Le projet mod_python consistait en un module Apache permettant d'intégrer un interpréteur Python, et de programmer des applications Web en Python.
C'était l'équivalent de mod_php ou mod_perl (qui intègrent respectivement un interpréteur PHP et Perl dans le serveur Apache).
Beaucoup d'applications et de frameworks Web écrits en Python supportent mod_python.
Malheureusement, ce projet vient d'être déclaré "officiellement mort" par son responsable (un développeur et consultant indépendant, australien). Lors de la dernière assemblée de la Fondation Apache (le 16 Juin 2010), il a été décidé à l'unanimité de cesser le projet Quetzalcoatl.
Comme ce dernier était en quelque sorte le dossier parent de mod_python, il en a signé l'arrêt de mort ; puisque son abandon signifie l'abandon de ses composants, dont mod_python.
Graham Dumpleton explique plus en détail sur son blog, dans un billet daté du 27 Mai, les raisons de cet échec (majoritairement : l'inactivité). Mais aussi, plus globalement, l'historique et le futur de Python. Enfin, il prodigue des conseils pour cesser l'utilisation de mod_python ; en présentant des alternatives.
Voici l'intégralité de son message :
What will this really mean. Well, no more development on mod_python, but then that isn't happening now. Linux distributions will likely still carry the package, but they will need to apply any changes themselves to ensure that it continues to work for newer versions of Apache. This actually is already being done as a bug in mod_python was exposed by some changes to the Apache runtime library and since no mod_python release has been made since then, only option was for distributions to patch it themselves.
I suspect though that this patching by distributions will only extend to Apache 2.2.X as Apache 2.4 changes the internal APIs enough that getting mod_python to compile will need more significant changes than a minor patch. You also will never see a version of mod_python for Python 3.X as that is going to require a radical rewrite.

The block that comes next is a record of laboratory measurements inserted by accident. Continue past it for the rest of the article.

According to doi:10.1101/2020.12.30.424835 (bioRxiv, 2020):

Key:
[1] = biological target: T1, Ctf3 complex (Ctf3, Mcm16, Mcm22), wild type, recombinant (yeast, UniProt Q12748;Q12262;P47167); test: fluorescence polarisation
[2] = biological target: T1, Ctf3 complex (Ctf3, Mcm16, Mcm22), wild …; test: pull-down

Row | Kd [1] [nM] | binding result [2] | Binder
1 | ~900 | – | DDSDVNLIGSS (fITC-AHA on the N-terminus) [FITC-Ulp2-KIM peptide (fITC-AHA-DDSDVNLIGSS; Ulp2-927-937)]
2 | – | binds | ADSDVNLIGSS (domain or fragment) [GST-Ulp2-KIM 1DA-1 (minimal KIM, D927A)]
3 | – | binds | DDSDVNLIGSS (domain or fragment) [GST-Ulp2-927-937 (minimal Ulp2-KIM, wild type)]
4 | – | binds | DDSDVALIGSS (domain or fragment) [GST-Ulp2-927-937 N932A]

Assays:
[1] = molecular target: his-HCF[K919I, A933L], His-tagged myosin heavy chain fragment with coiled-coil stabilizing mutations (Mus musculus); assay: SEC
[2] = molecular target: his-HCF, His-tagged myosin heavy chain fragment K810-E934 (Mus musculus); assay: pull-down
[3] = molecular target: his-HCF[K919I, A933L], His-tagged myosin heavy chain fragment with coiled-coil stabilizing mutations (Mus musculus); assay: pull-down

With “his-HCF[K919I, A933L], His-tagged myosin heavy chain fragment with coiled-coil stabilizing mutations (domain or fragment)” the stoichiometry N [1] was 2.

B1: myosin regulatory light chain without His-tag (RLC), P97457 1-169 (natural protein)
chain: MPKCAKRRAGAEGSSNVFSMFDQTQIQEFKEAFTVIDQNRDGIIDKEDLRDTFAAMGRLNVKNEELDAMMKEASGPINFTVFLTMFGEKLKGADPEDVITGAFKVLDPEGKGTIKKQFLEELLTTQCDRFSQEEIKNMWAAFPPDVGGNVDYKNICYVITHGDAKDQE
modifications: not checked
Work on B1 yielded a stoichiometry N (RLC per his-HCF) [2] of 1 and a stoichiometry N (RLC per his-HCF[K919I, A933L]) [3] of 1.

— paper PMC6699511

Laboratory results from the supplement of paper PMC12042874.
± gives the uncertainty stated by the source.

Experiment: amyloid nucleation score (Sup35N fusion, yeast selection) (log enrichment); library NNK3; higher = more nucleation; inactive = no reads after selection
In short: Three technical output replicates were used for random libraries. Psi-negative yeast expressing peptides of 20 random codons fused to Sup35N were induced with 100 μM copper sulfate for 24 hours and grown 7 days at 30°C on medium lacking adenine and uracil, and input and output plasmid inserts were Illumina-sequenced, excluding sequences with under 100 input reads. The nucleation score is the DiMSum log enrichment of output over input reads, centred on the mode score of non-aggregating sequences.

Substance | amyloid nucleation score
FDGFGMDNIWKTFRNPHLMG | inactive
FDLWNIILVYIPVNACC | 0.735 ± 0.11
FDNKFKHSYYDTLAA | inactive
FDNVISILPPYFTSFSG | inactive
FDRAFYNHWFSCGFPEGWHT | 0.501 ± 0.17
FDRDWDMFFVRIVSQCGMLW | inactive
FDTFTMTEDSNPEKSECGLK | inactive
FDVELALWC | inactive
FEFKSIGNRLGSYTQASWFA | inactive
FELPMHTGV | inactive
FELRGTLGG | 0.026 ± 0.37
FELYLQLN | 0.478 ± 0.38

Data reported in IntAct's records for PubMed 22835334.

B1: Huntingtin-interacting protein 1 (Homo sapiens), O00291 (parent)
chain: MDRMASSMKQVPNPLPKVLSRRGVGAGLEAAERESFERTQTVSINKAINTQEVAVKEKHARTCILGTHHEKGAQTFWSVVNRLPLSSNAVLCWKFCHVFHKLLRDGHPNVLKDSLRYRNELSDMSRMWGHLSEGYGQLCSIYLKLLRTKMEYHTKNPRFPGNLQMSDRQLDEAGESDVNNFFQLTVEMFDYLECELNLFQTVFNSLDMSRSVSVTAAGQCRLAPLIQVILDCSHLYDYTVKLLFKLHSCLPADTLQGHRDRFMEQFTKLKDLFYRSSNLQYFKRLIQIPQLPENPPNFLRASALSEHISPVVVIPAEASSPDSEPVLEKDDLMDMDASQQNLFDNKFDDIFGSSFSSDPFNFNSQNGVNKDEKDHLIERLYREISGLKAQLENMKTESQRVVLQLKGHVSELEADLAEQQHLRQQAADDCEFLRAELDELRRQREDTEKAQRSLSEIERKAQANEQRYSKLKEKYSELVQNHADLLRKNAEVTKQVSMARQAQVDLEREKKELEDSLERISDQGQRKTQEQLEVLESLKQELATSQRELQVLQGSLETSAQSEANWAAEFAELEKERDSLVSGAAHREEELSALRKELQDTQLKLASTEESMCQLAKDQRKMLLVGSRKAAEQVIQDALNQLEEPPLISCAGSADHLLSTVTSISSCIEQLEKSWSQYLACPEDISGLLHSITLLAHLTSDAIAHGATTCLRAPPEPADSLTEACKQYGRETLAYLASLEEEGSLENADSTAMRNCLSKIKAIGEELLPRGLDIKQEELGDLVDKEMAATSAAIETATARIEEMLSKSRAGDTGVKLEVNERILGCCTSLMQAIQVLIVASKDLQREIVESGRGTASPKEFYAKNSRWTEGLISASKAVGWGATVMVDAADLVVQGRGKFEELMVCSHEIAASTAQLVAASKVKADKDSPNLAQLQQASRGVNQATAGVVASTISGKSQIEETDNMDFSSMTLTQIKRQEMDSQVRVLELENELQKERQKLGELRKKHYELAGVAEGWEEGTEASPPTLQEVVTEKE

For platforms like MacOS X where the last release of mod_python doesn't build properly, the only option will be to checkout mod_python source code from the subversion repository as that incorporates a fix for those issues, although it has since been shown to not be a complete fix and so you may still have some problems. In other words, the subversion repository will still exist, but it will be made read only and the location may potentially move.
What options exist if you want to move away from mod_python?
If you are only using mod_python as a means of hosting within Apache a distinct Python web framework or application and it supports the WSGI interface, then the obvious candidate is to move to mod_wsgi instead.
If you are using mod_python to implement custom access, authentication or authorization handlers, then you may also be able to get away with using mod_wsgi. You may have to make compromises though as mod_wsgi doesn't currently allow you to write full blown Apache style handlers and instead only implements the Apache authentication and authorization provider interfaces. This actually makes it easier to do most things, but you loose the ability to do some more complicated stuff which depends on using different error status values or custom error pages. You can partly get away with using ErrorDocument directive to return custom error pages, but not always.